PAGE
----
HAIKU, POETRY AND MEDITATION
by David B. Axelrod
Haiku isn’t just a short poem, it is a way of looking at life. For so brief a form, it has a long and impressive history. If you get into the spirit of the haiku, you have learned a central principle for writing poetry, if not a philosophy which can enrich your life. The haiku–indeed many a poem–can, through it’s careful observation of detail, make the ordinary suddenly extraordinary.
As surely as haiku comes to us from a language and tradition quite distinctive and different from that of English, the definition or rules for writing haiku can vary. Imagine that early haiku was as much graphic art as written art. A haiku might consist of three artfully rendered pictographic Chinese characters. The combination of the three would be enough to create a successful haiku:
For a number of reasons, this page will encourage writers of haiku to begin with a slightly longer version. The rule of haiku here will be:
- three lines
- arranged by counting syllables, 5, 7, 5
- each line an image
- the last line the sum of the first two
Add to this, if you would, the notion that your first haikus should draw upon nature for the subject matter. The benefit in describing nature is not just in following the lead of the earliest haiku writers but in more likely finding landscapes, flora, fauna, worthy pictures to paint in words.
Here is a sample haiku by Basho (see link below) which has endured for hundreds years:
That brown leaf I saw
drifting back up toward its branch
was a butterfly.
A good haiku, in its simplicity and brevity, can offer a wonderfully revealing perspective. Indeed, the way haiku works has been likened to the logic of a syllogism and even to the technique of telling a joke with its set up and punch line. Perhaps one of the best interdisciplinary discussions of the haiku came in Serge Eisenstein’s Film Form and Film Sense. He used haiku to teach techniques for editing films. By placing images side by side in a montage, motion and meaning can be created beyond that in any one of the images. Victor Grauer, in his discussion “Montage, Realism and the Act of Vision, ” explains:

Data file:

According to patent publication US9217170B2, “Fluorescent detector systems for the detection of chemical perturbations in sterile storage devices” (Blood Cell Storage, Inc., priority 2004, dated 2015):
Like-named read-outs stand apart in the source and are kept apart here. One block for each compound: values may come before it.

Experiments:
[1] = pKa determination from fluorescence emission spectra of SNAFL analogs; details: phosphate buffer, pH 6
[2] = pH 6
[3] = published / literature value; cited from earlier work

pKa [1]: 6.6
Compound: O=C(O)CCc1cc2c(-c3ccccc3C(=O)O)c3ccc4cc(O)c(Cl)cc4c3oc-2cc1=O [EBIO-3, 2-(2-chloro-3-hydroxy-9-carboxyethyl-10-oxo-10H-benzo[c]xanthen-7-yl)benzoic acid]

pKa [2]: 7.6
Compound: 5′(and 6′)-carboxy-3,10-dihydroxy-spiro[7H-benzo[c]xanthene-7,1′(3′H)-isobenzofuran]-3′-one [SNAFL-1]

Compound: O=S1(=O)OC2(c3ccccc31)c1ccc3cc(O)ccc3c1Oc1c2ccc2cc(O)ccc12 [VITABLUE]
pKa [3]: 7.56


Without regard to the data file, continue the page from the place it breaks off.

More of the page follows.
The nature of montage as Eisenstein ultimately viewed it: the shot itself is neutral until it “collides” with another shot, an event that gives rise to an active idea. It is the play of ideas rather than the simple juxtaposition of shots that is the true essence of montage. A picture of a bowl of soup is followed by a picture of a man’s face and the concept “hunger” arises. Through careful selection and relation of shots a series of very specific ideas can be made to arise in this way in the mind of the viewer — as though the shots were words. http://www.worldzone.net/arts/doktorgee/MontageBook/MontageBook-part1.html
Study these three still images, side by side:
When the eye views these three pictures, a story is created, motion takes place in the mind. The images work as a montage. In the same way, the three pictures presented in successive lines of a haiku are able to create a story. Each picture is a separate and distinct view but together something new has been created.
A good haiku has that transforming quality. Each part is of interest, but its sum is extraordinary. A haiku must present the exact words which will render the pictures clearly. There are so few syllables that wasting even one will be a great loss to the poem overall. Then there is the challenge of placing the images in just the right sequence, so that the joy of haiku is in that little “click” at the end. Your reader should give a little gasp! Can you make that happen?
An essay defining haiku: http://en.wikipedia.org/wiki/Haiku
A link to Haiku links (also good for teachers)! http://www.gardendigest.com/poetry/haiku4.htm
More about Basho: http://www.big.or.jp/~loupe/links/ehisto/ebasho.shtml